When David Scotton turned 19, he decided to meet his birth parents for the first time since his adoption as a newborn. He did it because he wanted to thank them, face-to-face, for giving him a wonderful life. He wanted to say “thank you” to them for not choosing abortion, but for making a difficult choice to follow through with his pregnancy and, shortly after delivery, hand him to a couple who wanted a child so badly.
In the short, 30-minute film I Lived on Parker Avenue released last month, David documents the emotional and physical journey he undertakes when deciding to meet his biological mother Melissa Coles, and biological father Brian Nicholas. With the wholehearted support of his adoptive parents Jimmy and Susan Scotton, David learns of the challenging circumstances around his conception and the reason he was adopted.
Melissa was 18 when she discovered she was pregnant.
“It felt like a million bricks on top of me, like I couldn’t breathe,” she says of the moment she found out.
“I didn’t tell anyone about it.”
She booked an appointment at the abortion clinic and was lying on the bed, the abortionist about to begin the procedure when she sat up abruptly and said, “I can’t do this!” and walked out. Part of the reason for her change of mind were the words of a protester outside the clinic that day who said, “Your baby has 10 little fingers and 10 little toes!” as she was whisked through the doors by staff.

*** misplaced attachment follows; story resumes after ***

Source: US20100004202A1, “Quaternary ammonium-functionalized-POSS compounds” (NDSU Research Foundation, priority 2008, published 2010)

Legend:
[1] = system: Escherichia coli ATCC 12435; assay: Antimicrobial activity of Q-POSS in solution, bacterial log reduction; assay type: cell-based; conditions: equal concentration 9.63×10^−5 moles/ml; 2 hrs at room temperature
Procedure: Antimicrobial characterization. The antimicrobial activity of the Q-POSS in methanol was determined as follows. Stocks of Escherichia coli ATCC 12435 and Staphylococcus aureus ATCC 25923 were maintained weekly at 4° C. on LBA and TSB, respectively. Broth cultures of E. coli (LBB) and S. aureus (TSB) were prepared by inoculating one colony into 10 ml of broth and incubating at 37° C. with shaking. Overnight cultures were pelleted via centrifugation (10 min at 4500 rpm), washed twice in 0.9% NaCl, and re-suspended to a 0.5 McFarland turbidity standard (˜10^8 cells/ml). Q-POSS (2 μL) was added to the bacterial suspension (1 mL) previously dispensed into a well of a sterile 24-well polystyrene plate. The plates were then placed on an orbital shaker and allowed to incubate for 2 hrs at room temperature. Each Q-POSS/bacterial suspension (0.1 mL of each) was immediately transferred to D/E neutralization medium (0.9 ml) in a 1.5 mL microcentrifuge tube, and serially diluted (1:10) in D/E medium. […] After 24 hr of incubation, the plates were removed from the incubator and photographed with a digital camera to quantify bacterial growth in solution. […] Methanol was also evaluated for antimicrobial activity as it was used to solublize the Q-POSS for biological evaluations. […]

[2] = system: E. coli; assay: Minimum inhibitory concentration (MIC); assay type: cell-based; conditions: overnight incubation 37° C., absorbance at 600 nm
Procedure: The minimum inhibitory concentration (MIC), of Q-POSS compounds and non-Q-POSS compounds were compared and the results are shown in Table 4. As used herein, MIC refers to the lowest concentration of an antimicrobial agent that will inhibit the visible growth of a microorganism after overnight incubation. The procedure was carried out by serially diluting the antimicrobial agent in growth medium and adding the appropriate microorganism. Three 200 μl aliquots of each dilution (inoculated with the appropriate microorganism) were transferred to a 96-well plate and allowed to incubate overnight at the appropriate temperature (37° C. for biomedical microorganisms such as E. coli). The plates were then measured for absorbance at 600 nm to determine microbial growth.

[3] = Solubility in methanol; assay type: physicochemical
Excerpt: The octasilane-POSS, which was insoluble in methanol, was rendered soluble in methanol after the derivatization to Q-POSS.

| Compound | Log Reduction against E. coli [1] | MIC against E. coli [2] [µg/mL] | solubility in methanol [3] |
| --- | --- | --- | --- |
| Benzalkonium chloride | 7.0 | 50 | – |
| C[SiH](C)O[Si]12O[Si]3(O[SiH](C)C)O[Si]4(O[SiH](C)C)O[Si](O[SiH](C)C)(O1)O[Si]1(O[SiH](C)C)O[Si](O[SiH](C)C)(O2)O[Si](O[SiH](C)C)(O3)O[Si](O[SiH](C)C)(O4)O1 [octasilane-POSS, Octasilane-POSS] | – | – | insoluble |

“I feel so guilty,” Melissa says, crying, as David hugs her and affirms her, tells her that he is so thankful for her strength that day, that he doesn’t think she is a bad person.
The complexity of emotions surrounding adoption are given space in the film’s short 30 minutes, giving viewers the chance to understand and appreciate what a selfless and beautiful choice adoption truly is.
“I was so torn,” Melissa says of the moments after David was born.
“Part of me was saying, just keep him, it’s not too late. The other part was saying, just let go… I knew that I was doing the right thing for him, not for me. It was kind of bittersweet because I wanted him.”
Jimmy and Susan raised David as their only child, after Susan’s first and second sons (to her first husband) died at 12 hours old and two and a half years old, due to health conditions. Their love for David is tangible, and their acceptance of his need to meet his birth parents is truly touching.
“I don’t think I could love him any different if we were his birth parents. It’s just like we are,” Jimmy says. Earlier, Susan hugs David and says she is so excited for him to be meeting his birth mother.
David takes nothing for granted. He is thrilled to find he has a sister, Courtney, to find he shares looks and mannerisms with his dad, to know that his mum never stopped thinking of him.
“Why me?” he asks.
“Why was I the one that was saved? It just makes me feel lucky, like I have a mission in life.”
I Lived on Parker Avenue was directed by Philip Braun III and produced by Benjamin Clapper for Joie De Vivre Media.